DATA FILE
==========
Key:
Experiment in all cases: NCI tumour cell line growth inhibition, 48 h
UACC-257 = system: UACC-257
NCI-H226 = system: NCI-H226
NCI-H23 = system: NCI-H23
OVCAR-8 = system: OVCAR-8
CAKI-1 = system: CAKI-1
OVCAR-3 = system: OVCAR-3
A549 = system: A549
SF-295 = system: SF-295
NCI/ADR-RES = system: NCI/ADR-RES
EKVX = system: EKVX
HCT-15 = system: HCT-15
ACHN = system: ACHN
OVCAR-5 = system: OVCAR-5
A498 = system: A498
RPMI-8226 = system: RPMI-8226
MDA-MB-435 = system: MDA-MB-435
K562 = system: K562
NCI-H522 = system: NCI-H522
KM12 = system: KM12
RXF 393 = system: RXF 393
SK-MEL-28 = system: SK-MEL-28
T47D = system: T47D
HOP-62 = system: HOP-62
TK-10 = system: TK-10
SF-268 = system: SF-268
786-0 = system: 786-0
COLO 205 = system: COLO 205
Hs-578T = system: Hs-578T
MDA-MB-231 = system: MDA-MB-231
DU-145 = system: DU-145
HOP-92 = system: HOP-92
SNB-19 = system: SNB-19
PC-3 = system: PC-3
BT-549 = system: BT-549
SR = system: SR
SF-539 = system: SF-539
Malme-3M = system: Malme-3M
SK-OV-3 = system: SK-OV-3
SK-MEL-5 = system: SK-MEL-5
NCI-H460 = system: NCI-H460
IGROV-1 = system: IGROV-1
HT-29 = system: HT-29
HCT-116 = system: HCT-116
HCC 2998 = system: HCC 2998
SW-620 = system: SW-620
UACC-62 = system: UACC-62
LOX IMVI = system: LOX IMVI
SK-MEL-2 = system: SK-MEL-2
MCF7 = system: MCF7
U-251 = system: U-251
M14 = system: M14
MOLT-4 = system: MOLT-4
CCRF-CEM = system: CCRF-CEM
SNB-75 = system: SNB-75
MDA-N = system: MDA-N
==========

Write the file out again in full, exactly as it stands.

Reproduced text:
Key:
Experiment in all cases: NCI tumour cell line growth inhibition, 48 h
UACC-257 = system: UACC-257
NCI-H226 = system: NCI-H226
NCI-H23 = system: NCI-H23
OVCAR-8 = system: OVCAR-8
CAKI-1 = system: CAKI-1
OVCAR-3 = system: OVCAR-3
A549 = system: A549
SF-295 = system: SF-295
NCI/ADR-RES = system: NCI/ADR-RES
EKVX = system: EKVX
HCT-15 = system: HCT-15
ACHN = system: ACHN
OVCAR-5 = system: OVCAR-5
A498 = system: A498
RPMI-8226 = system: RPMI-8226
MDA-MB-435 = system: MDA-MB-435
K562 = system: K562
NCI-H522 = system: NCI-H522
KM12 = system: KM12
RXF 393 = system: RXF 393
SK-MEL-28 = system: SK-MEL-28
T47D = system: T47D
HOP-62 = system: HOP-62
TK-10 = system: TK-10
SF-268 = system: SF-268
786-0 = system: 786-0
COLO 205 = system: COLO 205
Hs-578T = system: Hs-578T
MDA-MB-231 = system: MDA-MB-231
DU-145 = system: DU-145
HOP-92 = system: HOP-92
SNB-19 = system: SNB-19
PC-3 = system: PC-3
BT-549 = system: BT-549
SR = system: SR
SF-539 = system: SF-539
Malme-3M = system: Malme-3M
SK-OV-3 = system: SK-OV-3
SK-MEL-5 = system: SK-MEL-5
NCI-H460 = system: NCI-H460
IGROV-1 = system: IGROV-1
HT-29 = system: HT-29
HCT-116 = system: HCT-116
HCC 2998 = system: HCC 2998
SW-620 = system: SW-620
UACC-62 = system: UACC-62
LOX IMVI = system: LOX IMVI
SK-MEL-2 = system: SK-MEL-2
MCF7 = system: MCF7
U-251 = system: U-251
M14 = system: M14
MOLT-4 = system: MOLT-4
CCRF-CEM = system: CCRF-CEM
SNB-75 = system: SNB-75
MDA-N = system: MDA-N